Voice processors, dev kit for far-field voice capture

Voice processors, dev kit for far-field voice capture

New Products |
Fabless chip maker XMOS (Bristol, UK) has introduced two voice interface processors, and a smart-speaker development kit. The company has created “VocalFusion” as its branding for the voice space, and looks to a future where voice is the primary HMI input to many domestic, and other, systems.
By Rich Pell

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The XVF3000 devices and the VocalFusion Speaker development kit enable far-field (range in meters) voice capture. XMOS’ fundamental expertise is in I/O centric microcontrollers, and it has been building a specialty in audio processing.

The task of aggregating several microphone streams into a single digitised stream is a natural fit, the company says; and it has also been adding DSP operations to its core to enable the required processing. XMOS aims to provide a “front-end” facility – that is, to identify the source voice, lock on to it with microphone beamforming, carry out echo, reverberation and noise cancellation, and capture the essential spoken content.

Its customer, the product designer, would be where the interface to speech recognition – either locally or to a cloud service such as Amazon Alexa – would be implemented. XMOS does, however, provide the option of on-chip trigger-word-recognition so that this function can be performed ‘at source’. (the XVF3100 has this facility; the 3000 variant does not.)

XMOS chips, the company says, offer an integration path forward from today’s designs which are typically employing multiple ICs, including DSPs, to effect voice capture; this is a, “flexible, programmable solution … a cost effective always-on voice interface in a single device.” There is the option adding voice-trigger functions with Sensory’s TrulyHandsfree technology.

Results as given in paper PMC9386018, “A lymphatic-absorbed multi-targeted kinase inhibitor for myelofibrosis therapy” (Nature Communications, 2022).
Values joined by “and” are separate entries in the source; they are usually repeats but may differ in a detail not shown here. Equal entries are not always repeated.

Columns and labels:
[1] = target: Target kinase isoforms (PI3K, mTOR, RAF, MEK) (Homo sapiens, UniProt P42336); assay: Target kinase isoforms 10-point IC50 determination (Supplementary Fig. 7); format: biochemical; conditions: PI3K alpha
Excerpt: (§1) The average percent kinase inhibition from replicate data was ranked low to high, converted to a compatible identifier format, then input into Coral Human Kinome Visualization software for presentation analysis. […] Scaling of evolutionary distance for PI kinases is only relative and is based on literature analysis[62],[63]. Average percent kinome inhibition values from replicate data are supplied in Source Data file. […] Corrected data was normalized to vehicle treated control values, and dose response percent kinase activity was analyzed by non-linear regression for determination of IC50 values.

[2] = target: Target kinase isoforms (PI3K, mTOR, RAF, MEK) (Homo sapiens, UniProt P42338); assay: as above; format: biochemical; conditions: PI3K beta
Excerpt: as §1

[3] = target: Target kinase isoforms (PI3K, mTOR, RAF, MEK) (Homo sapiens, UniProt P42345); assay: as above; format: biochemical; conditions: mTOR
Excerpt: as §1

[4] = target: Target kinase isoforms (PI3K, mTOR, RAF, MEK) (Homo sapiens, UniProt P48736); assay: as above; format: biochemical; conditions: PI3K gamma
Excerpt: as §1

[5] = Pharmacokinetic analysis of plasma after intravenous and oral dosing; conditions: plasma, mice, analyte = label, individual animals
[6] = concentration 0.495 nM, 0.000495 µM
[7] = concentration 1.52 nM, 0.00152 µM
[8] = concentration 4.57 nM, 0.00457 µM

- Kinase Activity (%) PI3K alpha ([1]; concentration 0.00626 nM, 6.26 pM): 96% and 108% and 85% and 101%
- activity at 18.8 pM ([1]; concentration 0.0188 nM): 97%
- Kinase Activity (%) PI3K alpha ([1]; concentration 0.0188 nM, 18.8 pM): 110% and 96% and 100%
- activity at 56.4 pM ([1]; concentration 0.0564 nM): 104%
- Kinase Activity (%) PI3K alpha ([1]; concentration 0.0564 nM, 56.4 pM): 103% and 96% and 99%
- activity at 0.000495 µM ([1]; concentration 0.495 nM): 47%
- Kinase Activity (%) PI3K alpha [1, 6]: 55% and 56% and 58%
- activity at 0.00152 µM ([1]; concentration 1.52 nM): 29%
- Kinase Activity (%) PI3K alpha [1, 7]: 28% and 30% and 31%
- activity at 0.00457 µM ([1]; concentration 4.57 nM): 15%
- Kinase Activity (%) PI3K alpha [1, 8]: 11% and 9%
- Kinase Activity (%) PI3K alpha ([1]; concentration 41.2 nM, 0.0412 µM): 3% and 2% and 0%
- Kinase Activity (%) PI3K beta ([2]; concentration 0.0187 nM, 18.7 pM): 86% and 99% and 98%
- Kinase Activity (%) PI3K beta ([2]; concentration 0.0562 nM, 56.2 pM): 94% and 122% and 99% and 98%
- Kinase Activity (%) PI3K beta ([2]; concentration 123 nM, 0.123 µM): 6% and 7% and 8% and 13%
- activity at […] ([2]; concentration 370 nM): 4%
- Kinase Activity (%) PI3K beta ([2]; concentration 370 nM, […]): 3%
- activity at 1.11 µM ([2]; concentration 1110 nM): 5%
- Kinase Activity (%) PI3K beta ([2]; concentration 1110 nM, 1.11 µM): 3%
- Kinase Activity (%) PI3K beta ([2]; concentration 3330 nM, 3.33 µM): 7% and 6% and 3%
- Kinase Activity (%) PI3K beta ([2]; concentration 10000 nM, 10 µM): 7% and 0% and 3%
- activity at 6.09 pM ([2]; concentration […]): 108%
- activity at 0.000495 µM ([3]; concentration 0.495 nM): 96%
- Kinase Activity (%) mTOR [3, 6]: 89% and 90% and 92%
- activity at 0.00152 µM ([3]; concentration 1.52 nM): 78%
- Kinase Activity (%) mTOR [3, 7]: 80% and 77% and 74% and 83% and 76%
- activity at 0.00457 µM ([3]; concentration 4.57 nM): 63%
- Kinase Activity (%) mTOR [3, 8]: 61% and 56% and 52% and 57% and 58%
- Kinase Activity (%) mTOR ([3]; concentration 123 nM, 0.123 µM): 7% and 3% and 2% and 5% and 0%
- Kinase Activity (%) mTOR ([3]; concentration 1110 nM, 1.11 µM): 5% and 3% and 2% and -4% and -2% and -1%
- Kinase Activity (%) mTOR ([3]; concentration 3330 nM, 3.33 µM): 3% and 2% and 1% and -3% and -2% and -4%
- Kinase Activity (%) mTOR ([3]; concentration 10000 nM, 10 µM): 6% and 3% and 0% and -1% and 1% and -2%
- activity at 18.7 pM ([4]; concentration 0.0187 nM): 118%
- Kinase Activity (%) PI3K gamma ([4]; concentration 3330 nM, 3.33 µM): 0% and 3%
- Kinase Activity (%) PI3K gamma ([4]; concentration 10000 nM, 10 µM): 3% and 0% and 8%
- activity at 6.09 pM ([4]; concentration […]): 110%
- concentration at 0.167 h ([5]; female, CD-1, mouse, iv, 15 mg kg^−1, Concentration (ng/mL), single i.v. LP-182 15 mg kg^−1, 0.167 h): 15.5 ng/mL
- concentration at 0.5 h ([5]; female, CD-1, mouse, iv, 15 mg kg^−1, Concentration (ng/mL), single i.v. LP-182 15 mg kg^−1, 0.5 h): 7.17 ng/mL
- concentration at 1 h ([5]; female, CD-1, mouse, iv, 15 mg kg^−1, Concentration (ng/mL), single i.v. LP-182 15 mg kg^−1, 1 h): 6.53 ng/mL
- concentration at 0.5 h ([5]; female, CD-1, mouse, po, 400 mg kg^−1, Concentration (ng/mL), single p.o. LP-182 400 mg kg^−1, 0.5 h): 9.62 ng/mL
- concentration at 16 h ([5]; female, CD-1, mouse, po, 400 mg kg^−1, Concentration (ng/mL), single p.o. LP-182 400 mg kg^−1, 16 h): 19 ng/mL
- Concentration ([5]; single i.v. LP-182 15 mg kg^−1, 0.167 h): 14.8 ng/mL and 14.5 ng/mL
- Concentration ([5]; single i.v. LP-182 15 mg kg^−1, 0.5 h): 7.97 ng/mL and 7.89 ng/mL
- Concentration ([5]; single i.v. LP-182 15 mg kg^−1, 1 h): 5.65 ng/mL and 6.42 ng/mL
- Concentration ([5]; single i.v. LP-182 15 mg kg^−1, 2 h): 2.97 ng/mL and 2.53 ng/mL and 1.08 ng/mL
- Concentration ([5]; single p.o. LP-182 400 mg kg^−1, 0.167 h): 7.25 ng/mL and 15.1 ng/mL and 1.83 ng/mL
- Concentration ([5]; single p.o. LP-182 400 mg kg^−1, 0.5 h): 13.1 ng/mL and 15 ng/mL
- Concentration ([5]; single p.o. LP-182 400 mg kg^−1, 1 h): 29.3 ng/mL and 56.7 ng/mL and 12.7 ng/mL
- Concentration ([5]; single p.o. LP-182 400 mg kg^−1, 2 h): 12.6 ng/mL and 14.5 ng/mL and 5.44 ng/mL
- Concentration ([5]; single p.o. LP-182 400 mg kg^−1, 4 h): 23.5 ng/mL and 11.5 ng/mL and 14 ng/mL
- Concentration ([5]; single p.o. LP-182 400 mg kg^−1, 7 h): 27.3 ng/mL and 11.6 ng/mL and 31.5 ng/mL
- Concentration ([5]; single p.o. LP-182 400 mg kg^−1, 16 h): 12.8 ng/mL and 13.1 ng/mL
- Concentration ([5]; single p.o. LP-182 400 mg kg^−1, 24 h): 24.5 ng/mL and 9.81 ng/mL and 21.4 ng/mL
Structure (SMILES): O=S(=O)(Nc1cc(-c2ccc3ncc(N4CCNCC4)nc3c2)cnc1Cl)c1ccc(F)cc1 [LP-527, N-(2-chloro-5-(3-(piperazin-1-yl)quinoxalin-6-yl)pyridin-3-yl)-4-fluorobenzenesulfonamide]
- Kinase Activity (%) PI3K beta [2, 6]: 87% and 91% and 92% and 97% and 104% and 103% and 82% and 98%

In the same release is the VocalFusion Speaker development kit (XK-VF3100-C43), which includes an XVF3000 processor card and a 4-mic circular microphone array. This kit provides a quick way to start developing far-field voice capture applications.

XVF3000 devices include speech enhancement algorithms that include an adaptive beamformer, which uses signals from four microphones to track a talker as they move, coupled with high performance full-duplex, acoustic echo cancellation. XVF3000 devices can be integrated with an applications processor or host PC via either USB for data and control or a combination of I2S and I2C.

Developers can add custom voice and audio processing using the XMOS free development tools. XMOS notes that the captured voice profile that best suits ASR (automated speech recognition) software doesn’t sound good to the human ear, so a ‘communications’ out put is also provided.

The speaker development kit – XMOS alludes to it as the “puck” – is intended as a proof-of-concept tool to demonstrate voice capture in the presence of music being played, for example. As well as the circular microphone array, there is also a linear array option. The complete package moves XMOS, “away from being [only] a silicon-plus-software supplier to a voice solution provider,” a spokesman commented.

XVF3000 devices are available, the VocalFusion Speaker development kit will be available in July 2017, and there is a beta-development programme; more at; www.xmos.com/xcorevocalfusion

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